Cover page of Student-run free clinics may enhance medical students self-confidence in their clinical skills and preparedness for clerkships.

Student-run free clinics may enhance medical students self-confidence in their clinical skills and preparedness for clerkships.

(2024)

INTRODUCTION: Student-run free clinics (SRFCs) offer medical students a unique opportunity to develop their clinical, diagnostic, and social skills while providing care to medically underserved communities. This study aims to evaluate the value of SRFC involvement on students self-reported confidence in various clinical domains and satisfaction with their medical education. METHODS: We conducted a single-center retrospective pre-post assessment at an urban academic institution among second- to fourth-year medical students. We administered a 25-item questionnaire capturing the scope of clinic involvement and assessing self-reported confidence in multiple clinical domains following a one-year-long participation in student-run free clinics. RESULTS: Fifty-six students completed the survey. Participation in SRFCs significantly increased self-reported confidence in patient history-taking (p < 0.001), performing oral presentations (p < 0.001) and physical exams (p < 0.001). Students also reported significantly greater confidence in working with translators (p < 0.001) or as part of an interprofessional team (p < 0.001) and understanding the needs of the population served (p < 0.001). Students also found SRCs to significantly improve their confidence in preparedness for clerkships (p < 0.001). SRFC involvement can improve medical students confidence in their clinical and interpersonal skills and enhance preparedness for clerkships and working with diverse patient groups. CONCLUSION: SRFCs are a useful tool in the medical school curriculum that help bridge the gap between classroom learning and clinic and may encourage practice in medically underserved communities. SRFCs also integrate classroom material and clinical practice, although standardized evaluation metrics need to be developed. SRFCs should be incorporated as a learning experience by medical schools nationwide.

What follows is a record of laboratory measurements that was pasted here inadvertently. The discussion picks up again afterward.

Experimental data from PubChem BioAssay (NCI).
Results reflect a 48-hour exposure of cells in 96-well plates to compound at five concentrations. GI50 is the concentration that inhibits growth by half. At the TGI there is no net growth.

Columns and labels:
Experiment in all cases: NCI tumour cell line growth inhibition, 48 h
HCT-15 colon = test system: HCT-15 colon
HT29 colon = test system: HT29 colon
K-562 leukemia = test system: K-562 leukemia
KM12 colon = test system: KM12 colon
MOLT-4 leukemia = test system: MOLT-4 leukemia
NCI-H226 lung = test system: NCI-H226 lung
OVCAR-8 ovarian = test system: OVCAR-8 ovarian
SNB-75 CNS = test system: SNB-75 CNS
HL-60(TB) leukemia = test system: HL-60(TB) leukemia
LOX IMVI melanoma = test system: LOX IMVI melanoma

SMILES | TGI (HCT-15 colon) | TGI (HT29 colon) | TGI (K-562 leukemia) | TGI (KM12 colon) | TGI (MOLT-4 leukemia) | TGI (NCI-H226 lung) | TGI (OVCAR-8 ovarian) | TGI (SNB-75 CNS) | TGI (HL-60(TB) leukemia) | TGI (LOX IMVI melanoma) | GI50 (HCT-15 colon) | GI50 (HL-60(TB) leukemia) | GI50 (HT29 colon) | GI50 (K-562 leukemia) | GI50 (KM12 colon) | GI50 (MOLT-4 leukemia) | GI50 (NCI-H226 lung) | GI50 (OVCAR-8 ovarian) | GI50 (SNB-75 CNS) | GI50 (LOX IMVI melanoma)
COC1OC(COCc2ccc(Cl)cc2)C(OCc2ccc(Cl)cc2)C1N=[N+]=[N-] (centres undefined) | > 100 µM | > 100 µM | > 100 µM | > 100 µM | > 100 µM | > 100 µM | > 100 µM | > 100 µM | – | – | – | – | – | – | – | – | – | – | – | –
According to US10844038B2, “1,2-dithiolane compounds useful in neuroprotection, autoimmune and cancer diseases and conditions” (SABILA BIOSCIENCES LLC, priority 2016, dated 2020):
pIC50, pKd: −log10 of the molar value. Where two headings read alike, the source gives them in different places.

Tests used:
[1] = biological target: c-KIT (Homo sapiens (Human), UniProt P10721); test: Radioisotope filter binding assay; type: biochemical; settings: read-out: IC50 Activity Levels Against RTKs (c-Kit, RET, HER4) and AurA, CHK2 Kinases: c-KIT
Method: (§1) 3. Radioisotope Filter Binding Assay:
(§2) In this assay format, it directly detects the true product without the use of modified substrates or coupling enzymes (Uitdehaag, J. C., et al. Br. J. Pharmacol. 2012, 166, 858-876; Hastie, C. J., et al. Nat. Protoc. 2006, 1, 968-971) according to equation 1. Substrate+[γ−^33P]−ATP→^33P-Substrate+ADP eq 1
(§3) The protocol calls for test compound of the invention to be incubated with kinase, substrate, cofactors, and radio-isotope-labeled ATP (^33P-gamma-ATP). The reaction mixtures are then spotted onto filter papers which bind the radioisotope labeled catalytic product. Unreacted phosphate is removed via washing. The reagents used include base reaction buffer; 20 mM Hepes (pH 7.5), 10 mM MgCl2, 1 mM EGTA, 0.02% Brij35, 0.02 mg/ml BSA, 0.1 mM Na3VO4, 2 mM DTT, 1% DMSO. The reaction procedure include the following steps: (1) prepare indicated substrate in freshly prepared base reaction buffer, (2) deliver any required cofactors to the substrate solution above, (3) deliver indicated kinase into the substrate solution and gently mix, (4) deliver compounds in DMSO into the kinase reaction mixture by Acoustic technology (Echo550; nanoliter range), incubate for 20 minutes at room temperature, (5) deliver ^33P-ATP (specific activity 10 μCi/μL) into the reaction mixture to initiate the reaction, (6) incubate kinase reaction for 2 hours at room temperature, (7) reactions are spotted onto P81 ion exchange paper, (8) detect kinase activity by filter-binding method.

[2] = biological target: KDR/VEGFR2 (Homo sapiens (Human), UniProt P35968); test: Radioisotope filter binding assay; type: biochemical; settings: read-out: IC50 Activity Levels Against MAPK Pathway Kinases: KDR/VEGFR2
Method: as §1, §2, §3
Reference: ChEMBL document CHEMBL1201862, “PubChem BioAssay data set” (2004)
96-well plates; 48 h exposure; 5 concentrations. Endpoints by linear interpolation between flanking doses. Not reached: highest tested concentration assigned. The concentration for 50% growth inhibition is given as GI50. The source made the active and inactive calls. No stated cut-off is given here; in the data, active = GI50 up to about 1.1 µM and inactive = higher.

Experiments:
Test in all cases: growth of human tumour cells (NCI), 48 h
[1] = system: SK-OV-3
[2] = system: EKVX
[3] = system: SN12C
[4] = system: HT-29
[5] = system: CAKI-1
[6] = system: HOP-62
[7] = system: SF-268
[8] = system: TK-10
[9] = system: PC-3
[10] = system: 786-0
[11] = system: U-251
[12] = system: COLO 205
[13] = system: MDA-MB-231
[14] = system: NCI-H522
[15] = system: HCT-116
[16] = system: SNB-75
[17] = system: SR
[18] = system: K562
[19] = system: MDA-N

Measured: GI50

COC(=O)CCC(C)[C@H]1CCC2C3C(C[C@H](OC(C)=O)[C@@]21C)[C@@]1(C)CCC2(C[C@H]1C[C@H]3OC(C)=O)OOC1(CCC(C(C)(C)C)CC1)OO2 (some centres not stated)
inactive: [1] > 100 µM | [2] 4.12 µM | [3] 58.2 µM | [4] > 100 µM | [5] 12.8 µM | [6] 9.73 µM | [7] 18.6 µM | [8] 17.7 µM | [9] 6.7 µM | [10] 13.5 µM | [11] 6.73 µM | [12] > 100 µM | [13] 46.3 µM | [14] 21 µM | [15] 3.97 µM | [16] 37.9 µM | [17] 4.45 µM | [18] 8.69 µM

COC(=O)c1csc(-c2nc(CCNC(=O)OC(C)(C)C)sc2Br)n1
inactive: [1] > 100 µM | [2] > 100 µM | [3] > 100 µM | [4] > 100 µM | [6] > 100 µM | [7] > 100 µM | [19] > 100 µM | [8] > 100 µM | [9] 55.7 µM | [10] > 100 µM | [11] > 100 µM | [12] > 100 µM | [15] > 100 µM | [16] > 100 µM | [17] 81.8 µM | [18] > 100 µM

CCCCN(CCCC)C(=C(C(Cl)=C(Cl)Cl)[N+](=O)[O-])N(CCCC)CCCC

Cover page of Investigation of the seroprevalence to equine coronavirus and SARS-CoV-2 in healthy adult horses recently imported to the United States.

Investigation of the seroprevalence to equine coronavirus and SARS-CoV-2 in healthy adult horses recently imported to the United States.

(2024)

Adult horses are susceptible to equine coronavirus (ECoV) and severe acute respiratory syndrome coronavirus-2 (SARS-CoV-2), although, only ECoV has been linked to clinical disease. Little information is available regarding the seroprevalence against ECoV and SARS-CoV-2 in adult healthy horses. The goal of the present study was to determine the seroprevalence against two coronaviruses known to infect horses using convenience samples collected from horses recently imported from Europe to the United States from 2019 to 2023. A total of 385 banked serum samples were tested against ECoV and SARS-CoV-2 using previously validated ELISA assays. Prevalence factors including date of arrival in the United States, signalment and country of origin were available for the majority of the horses. A total of 9/385 (2.3%) and 4/385 (1.0%) horses tested seropositive for ECoV and SARS-CoV-2, respectively. The ECoV seropositive horses were all mares, ages 4 to 26 years (median 9 years) and originated from Germany, the Netherlands, Ireland, Belgium and Italy. These mares were predominantly imported during the summer and fall months. All SARS-CoV-2 seropositive horses were mares ages 5 to 10 years (median 7.5 years) imported from the Netherlands and the United Kingdom. The majority of the SARS-CoV-2 seropositive horses were imported during the colder months of the year. The study results support the presence of ECoV in Europe and report on the first SARS-CoV-2 seropositive healthy adult horses outside the United States. Commingling for movements by air and close contact to humans may predispose transmission with ECoV and SARS-CoV-2, respectively.

Cover page of Digital health outreach to promote postpartum screening after gestational diabetes: A randomized factorial pilot study.

Digital health outreach to promote postpartum screening after gestational diabetes: A randomized factorial pilot study.

(2024)